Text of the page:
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The Cavern Club first opened its doors at 10 Mathew St, in Liverpool UK on January 16, 1957, in the cellar of a fruit warehouse. During World War II the space had been used as an air raid shelter.[1] The club originally began as a jazz and blues club. Within two years rock music emerged on the scene and rock entertainers began to perform at the Cavern Club. The club welcomed new and experimental groups. The Beatles became regular performers at the club early in their careers during the early 1960s.[2] Today, the Cavern Club continues to rely on its legacy as the place where the Beatles were discovered, and where British Rock and Roll exploded. The Cavern Club is where it all started.


  • Outside the Cavern Club
  • Another exterior view
  • The "cavern"
  • A newspaper clipping from The Mersey Beat, a music publication in Liverpool, England in the early 1960s
  • Liverpool in the late 1950s
  • Outside the Cavern Club
  • Another exterior view
  • The "cavern"
  • A newspaper clipping from The Mersey Beat, a music publication in Liverpool, England in the early 1960s
  • Liverpool in the late 1950s

When the Cavern Club opened its doors, owner Alan Sytner dreamt of it being the premier jazz club in  England. Sytner converted the unused tunnels into a replica of Le Caveau Club in Paris.[3] However, it became known for many more musical genres than just jazz. The Merseysippi Jazz Band headlined that first night, January 16, 1957, along with the Wall City Jazzmen, the Ralph Watmough Jazz Band and the Coney Island Skiffle Group.[4] They played to an audience of 600.[5] Just two months later, March 13, 1957, the blues found its way into the Club when Big Bill Broonzy took the stage as part of his European tour. Later on that summer, folk music with a rock-n-roll twist known as skiffle, was played by the Eddie Clayton Skiffle Group.[6] This is largely believed to be Ringo Starr’s first performance at the Club. Paul McCartney’s first performance at the venue is believed to have been on January 24, 1958 with another skiffle group, The Quarrymen.[7]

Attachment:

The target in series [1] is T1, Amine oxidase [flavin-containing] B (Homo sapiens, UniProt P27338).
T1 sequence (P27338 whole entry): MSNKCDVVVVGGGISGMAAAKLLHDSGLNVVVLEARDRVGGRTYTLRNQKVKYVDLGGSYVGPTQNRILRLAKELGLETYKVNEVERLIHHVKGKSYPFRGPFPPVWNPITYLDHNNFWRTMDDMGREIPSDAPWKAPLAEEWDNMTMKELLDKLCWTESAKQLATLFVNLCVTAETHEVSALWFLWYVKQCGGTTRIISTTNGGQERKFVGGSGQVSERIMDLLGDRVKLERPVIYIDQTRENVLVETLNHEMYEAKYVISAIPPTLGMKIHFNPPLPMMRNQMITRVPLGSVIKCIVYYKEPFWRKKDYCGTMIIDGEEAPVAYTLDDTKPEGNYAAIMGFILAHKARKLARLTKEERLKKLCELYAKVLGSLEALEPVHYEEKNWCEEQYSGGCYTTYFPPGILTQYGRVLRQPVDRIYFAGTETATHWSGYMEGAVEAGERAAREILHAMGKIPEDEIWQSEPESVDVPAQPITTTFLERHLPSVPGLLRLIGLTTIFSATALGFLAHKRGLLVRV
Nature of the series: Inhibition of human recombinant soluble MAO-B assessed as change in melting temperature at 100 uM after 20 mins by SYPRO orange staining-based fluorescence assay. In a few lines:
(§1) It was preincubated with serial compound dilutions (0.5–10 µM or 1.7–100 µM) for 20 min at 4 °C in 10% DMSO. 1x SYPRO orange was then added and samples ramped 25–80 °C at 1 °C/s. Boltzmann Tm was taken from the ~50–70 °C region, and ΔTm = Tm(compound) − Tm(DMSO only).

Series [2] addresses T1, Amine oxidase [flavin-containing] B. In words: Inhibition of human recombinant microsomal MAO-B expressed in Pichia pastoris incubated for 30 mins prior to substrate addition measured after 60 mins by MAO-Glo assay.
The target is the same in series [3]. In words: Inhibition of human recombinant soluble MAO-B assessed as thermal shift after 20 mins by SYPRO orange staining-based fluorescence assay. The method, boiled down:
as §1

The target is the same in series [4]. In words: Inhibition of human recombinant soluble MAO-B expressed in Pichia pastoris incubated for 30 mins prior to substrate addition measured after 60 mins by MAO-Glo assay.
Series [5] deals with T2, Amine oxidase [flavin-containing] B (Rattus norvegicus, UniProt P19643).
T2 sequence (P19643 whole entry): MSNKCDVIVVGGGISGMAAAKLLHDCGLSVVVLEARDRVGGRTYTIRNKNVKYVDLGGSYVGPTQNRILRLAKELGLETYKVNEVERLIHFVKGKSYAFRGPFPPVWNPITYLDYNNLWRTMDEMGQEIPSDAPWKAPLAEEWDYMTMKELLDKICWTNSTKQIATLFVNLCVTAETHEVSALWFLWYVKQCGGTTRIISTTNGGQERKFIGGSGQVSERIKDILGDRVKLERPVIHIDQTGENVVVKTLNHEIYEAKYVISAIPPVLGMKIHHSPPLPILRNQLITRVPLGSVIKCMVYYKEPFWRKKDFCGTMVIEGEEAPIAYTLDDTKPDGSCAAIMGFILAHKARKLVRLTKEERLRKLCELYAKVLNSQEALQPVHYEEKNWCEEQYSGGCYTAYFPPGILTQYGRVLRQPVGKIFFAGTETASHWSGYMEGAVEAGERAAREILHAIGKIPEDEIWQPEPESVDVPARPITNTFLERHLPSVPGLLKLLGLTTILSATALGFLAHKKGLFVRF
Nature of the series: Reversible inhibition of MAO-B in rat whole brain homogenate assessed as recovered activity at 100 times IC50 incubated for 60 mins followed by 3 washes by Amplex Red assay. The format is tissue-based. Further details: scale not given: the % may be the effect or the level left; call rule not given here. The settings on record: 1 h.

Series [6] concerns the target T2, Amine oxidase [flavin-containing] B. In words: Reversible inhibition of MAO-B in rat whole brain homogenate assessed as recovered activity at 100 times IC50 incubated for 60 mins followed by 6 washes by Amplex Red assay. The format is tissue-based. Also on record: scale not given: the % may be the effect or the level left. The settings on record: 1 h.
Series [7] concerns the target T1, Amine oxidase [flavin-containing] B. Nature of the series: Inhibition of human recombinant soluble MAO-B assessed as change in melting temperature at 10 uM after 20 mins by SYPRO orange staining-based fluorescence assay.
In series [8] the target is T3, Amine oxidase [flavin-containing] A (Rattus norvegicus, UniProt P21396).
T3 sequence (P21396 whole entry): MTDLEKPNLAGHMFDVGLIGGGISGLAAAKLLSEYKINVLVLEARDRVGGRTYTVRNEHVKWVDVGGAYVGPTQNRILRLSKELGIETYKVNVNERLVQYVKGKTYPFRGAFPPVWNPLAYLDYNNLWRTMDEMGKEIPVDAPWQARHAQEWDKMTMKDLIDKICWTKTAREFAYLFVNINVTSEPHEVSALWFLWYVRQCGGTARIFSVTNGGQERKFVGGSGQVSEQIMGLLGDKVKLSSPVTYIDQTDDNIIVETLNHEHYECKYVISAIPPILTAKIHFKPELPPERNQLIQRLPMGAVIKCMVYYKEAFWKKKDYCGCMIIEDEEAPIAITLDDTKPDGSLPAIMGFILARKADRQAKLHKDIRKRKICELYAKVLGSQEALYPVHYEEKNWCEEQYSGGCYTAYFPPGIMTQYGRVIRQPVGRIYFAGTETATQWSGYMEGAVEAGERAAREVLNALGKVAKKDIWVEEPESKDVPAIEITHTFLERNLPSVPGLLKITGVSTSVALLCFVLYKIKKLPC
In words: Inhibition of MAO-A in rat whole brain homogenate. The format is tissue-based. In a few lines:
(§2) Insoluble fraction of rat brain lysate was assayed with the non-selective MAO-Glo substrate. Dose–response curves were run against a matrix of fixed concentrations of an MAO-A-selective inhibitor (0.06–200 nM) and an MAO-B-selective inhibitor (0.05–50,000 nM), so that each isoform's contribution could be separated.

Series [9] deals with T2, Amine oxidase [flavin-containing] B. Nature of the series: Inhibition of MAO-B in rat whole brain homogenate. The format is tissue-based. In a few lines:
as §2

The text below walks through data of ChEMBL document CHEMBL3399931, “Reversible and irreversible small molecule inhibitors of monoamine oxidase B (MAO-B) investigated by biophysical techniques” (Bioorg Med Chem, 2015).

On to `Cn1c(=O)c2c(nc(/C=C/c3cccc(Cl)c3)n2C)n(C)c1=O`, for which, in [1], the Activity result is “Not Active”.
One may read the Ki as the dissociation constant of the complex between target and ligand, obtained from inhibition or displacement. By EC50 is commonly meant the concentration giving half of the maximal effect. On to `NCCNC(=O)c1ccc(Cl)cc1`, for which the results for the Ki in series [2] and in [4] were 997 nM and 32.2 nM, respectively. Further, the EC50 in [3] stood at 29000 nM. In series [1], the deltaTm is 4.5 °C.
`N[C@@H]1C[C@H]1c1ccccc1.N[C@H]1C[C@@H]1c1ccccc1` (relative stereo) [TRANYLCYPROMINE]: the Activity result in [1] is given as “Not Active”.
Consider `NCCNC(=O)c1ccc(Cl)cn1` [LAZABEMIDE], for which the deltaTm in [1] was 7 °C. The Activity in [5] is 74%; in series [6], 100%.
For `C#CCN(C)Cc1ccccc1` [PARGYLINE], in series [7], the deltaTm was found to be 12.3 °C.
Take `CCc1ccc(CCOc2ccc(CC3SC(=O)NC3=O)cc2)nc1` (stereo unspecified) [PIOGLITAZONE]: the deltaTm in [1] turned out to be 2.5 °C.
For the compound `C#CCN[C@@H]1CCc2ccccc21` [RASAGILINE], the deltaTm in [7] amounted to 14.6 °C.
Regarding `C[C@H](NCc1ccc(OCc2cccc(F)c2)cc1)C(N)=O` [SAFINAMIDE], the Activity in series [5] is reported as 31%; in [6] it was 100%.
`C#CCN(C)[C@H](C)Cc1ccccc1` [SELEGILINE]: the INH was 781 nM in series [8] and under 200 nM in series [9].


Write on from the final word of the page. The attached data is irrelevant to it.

The Cavern Club came under new ownership during the 1960s. Its new owner, Ray McFall, took the Club in a different direction. He started the decade with the Club’s first jazz festival but soon beat music became the dominant genre. 1960 ended with the addition of Bob Wooler as Club DJ. Wooler became synonymous with the beat scene in London that decade.[8] The Beatles made their first Cavern Club performance as a group on February 9, 1961.[9] At the time the five Beatles members included, John Lennon, Paul McCartney, George Harrison, Stuart Sutcliffe, and Pete Best. Later that year on November 9, Brian Epstein first heard the Beatles when he walked into the club over his lunch break. Soon after he signed as the group’s manager.[10] Ringo Starr joined the group for his first Cavern Club performance on August 19, 1962. Just a year later the Beatles made their last Cavern Club performance, on August 3, 1963.[11] They had become too much of a sensation for the little Liverpool club. After years of financial problems, the Club declared bankruptcy and closed its doors in February 1966. The doors did not stay closed long as the Club reopened on July 23, 1966, under new ownership again.[12]

In 1972 British Railways purchased the warehouse block that housed the Cavern Club. The company planned to demolish the block to make way for a subway ventilation shaft.  The building above the Club was razed in June, 1973. The cellar that once held the Cavern Club was filled in with rubble and a vehicle lot was created over the top.[13]